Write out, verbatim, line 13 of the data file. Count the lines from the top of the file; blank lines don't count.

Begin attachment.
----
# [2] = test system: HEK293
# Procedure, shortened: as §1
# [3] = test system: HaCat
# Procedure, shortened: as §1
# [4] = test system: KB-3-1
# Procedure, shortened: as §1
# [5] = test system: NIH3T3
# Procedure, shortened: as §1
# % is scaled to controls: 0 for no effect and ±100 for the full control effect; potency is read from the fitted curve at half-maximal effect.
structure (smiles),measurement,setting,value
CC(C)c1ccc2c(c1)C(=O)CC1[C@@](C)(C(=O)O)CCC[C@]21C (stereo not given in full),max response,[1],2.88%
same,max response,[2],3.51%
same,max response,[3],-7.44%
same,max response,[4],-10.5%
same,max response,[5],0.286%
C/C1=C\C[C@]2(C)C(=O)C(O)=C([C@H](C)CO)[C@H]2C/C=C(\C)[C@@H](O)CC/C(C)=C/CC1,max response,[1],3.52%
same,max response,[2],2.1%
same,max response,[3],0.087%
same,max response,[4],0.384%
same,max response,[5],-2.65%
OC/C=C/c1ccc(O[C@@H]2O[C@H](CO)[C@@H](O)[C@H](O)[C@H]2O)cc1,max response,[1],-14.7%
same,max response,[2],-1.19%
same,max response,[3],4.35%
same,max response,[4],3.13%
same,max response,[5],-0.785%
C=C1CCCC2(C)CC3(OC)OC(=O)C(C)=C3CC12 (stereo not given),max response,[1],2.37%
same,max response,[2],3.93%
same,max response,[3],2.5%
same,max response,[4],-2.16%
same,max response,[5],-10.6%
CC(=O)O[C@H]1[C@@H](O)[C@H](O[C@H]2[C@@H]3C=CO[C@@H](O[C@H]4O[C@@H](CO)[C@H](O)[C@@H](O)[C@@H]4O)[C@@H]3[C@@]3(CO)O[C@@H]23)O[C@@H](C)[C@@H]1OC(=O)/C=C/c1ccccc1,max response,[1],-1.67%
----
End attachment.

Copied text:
same,max response,[3],-7.44%